William's Journey

When you encounter William Bradfield for the first time, you are met with a 154-pound Black Russian Terrier ball of fur and love. He is a bit slower now at the age of 8, but you would never guess that at one time in his life he was having one to two seizures per day.

Dr. Cook and WilliamJohn and Debbie Bradfield have always loved Black Russian Terriers and that love spans generations in their family. John’s daughter is the current President of the Black Russian Terrier Club of America and shows the breed across the country. The Bradfield’s adopted William back in 2009, and nine months later he had first seizure. William was born into a strong bloodline and had no history of seizures in his family, but the Bradfield’s were cautious after he had his first episode. “We knew exactly what it was when it happened, but we weren’t sure why” Debbie recalls. They instantly took William to their local vet in Sardis, Ohio. Unfortunately, it is difficult to diagnose why dogs have seizures and requires an extensive journey of different tests to find out exactly what is causing them on a case-by-case basis. Their local veterinarian referred the Bradfields to The Ohio State University Veterinary Medical Center (VMC).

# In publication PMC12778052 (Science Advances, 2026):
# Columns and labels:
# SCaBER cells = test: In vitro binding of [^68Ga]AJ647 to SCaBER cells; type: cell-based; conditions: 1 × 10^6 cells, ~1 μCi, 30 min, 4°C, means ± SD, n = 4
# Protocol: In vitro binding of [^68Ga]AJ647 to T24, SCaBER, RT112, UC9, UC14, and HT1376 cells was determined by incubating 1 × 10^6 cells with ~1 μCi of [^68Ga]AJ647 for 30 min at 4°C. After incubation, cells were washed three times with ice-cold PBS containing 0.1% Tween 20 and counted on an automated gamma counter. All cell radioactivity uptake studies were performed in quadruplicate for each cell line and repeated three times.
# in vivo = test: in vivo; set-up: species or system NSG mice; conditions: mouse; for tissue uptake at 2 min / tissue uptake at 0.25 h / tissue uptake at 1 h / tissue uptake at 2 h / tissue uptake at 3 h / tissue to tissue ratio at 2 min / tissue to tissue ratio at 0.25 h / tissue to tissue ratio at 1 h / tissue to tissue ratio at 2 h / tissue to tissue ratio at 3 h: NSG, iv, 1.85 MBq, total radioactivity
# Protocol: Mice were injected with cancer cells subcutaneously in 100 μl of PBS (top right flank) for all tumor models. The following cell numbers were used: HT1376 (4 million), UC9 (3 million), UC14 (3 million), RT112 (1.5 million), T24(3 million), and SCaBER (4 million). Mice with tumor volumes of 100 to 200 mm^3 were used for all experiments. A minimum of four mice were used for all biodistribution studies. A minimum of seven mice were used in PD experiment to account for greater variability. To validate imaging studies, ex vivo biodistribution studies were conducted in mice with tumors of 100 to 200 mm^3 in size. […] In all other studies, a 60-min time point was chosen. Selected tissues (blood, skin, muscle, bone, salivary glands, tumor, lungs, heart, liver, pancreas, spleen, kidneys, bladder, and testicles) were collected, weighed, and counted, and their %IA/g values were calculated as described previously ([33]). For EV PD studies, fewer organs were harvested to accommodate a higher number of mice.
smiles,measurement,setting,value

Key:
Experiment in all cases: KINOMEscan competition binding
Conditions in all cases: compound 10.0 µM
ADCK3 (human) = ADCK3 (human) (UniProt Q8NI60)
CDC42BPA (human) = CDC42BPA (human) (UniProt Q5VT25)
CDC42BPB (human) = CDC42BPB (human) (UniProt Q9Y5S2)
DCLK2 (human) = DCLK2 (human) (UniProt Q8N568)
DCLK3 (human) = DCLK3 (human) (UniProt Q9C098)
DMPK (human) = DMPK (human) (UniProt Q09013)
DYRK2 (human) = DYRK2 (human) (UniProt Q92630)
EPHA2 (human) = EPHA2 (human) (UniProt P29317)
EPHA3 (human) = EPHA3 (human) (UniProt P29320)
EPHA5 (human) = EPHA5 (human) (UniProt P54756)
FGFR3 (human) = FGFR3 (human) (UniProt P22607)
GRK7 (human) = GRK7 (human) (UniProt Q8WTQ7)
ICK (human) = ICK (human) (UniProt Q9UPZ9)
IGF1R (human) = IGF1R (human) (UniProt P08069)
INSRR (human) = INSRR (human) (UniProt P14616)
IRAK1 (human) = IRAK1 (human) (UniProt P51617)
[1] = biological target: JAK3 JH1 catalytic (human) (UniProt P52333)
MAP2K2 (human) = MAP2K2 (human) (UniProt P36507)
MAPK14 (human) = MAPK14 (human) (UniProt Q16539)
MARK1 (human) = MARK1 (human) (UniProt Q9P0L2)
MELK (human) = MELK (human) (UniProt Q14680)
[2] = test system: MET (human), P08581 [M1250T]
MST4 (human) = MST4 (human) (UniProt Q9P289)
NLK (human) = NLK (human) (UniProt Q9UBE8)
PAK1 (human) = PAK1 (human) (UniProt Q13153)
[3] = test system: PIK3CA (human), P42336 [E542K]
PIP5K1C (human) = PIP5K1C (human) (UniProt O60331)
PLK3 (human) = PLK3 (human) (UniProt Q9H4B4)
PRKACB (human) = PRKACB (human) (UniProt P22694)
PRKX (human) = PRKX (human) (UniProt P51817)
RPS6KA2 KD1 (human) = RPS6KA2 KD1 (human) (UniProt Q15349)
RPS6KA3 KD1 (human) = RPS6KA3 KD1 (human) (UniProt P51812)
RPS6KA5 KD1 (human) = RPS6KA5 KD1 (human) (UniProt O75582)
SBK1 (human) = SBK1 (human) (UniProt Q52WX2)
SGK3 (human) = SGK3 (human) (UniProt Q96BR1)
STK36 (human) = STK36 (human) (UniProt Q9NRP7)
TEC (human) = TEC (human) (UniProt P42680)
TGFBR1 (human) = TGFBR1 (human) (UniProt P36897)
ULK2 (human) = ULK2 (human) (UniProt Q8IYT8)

The Bradfields made the three-hour trek from Sardis to the VMC. When they arrived for their appointment, they met Dr. Laurie Cook from the neurology service. By this point, William was having grand mal seizures one to two times every day. The next steps were crucial in determining what was causing William’s seizures. The team had to first rule out common causes for seizures like a tumor or infection.  After a round of MRIs, CT scans and spinal taps, they determined that William had idiopathic epilepsy. For the next three years, the Bradfield’s and the neurology team worked together to find out what treatment and medication William needed to limit his seizures. “It was not a short or an easy process.” John says. During this time, there were some episodes that were touch and go for the Bradfield’s.

​Today, William is doing well on his medication and now only has four to five seizures per year and Debbie and John are so thankful for the tireless work done by the neurology service. “We are so thankful for Dr. Cook – she is a miracle worker.”  William loves to play with his many animal siblings at home ranging from five cats and a cocker spaniel to a barn full of donkeys and goats. He loves the snow, car rides with his family, and has even used his large size to his advantage to snag a few sandwiches and some Thanksgiving turkey from the counter at the Bradfield’s house. Other than his infrequent seizures, William has only had one health issue when he had a bout with pancreatitis this past fall that was resolved with a brief stay in the ICU and prescribed food. The Bradfield’s bring William to see Dr. Cook every three months for his check up and are optimistic for the future and his quality of life, “He’s given us so much to be grateful for.”